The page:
Utilizing Diels–Alder “click” chemistry to functionalize the organic–organic interface of semiconducting polymers†
Tuning the energy levels of organic semiconductors in a predictable and durable manner is a challenging, yet necessary task to obtain high performance electronic and optoelectronic devices. Thermal diffusion and drift of dopants used for energy level control in the mostly van der Waals-cohered solids results in the degradation of the defined interfaces that all electronic and optoelectronic devices rely on. An important goal is therefore their spatial fixation in multilayer organic device stacks. This work aims at covalently functionalizing the interface of an immobilized organic semiconductor polymer. To achieve this goal, the side chains of a polyfluorene are equipped with biscyclopentadienyl moieties which undergo thermal fragmentation via retro-Diels–Alder reactions to yield cyclopentadienyl functions. Diels–Alder cycloadditions of these functional groups cross-link adjacent polymer chains. In a second step, unreacted cyclopentadienyl units at the interface are covalently functionalized with strong dienophiles through a Diels–Alder reaction from solution. This reaction sequence modifies the energetics and the work function at the interface. Transfer of our protocol to other conjugated polymers and/or reaction types paves the way to tunable energy levels at organic–organic interfaces and to universal introduction of functions at organic semiconductor interfaces after deposition from solution.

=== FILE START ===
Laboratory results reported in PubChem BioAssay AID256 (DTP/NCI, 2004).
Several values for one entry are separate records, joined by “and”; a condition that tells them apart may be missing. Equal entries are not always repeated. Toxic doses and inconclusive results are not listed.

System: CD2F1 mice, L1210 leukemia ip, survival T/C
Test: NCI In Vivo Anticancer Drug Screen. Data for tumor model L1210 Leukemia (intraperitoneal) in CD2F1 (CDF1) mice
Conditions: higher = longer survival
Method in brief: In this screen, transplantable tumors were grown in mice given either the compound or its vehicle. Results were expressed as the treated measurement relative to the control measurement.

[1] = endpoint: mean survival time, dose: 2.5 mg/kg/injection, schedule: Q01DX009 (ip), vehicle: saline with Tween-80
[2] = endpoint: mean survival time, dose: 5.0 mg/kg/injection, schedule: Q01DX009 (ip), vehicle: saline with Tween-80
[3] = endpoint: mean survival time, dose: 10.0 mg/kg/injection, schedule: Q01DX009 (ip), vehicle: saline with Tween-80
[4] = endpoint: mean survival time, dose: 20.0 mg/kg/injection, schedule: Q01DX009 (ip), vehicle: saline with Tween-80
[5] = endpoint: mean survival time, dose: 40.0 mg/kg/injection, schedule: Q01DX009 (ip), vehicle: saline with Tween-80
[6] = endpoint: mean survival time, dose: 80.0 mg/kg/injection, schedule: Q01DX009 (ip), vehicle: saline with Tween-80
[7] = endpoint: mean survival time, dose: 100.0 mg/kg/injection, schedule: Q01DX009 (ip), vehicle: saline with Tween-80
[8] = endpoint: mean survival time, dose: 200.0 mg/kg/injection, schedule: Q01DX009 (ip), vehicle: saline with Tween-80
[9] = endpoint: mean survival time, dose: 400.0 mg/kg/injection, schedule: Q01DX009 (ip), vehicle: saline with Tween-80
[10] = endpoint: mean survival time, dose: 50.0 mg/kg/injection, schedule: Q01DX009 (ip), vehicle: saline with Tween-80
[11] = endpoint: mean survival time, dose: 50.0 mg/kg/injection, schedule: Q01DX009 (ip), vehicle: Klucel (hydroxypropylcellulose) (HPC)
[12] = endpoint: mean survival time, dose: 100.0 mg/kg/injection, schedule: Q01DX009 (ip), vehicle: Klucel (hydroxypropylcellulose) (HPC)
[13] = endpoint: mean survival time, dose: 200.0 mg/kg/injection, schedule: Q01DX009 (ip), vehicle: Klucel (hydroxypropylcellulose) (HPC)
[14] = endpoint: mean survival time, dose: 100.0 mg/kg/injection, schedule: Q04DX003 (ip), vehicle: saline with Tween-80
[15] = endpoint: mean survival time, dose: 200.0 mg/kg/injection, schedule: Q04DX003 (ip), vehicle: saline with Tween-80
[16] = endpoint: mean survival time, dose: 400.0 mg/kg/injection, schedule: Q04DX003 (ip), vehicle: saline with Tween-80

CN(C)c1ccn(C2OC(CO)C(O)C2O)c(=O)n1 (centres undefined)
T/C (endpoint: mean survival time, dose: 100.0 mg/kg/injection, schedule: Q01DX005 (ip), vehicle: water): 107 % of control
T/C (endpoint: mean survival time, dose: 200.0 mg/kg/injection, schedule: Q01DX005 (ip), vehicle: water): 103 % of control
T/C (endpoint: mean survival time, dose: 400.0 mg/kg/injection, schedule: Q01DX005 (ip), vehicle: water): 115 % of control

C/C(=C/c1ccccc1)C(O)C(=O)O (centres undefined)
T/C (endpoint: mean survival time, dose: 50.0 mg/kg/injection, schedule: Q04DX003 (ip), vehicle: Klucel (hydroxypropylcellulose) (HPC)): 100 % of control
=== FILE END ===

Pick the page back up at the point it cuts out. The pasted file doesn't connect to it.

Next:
- This article is part of the themed collection: Recent Open Access Articles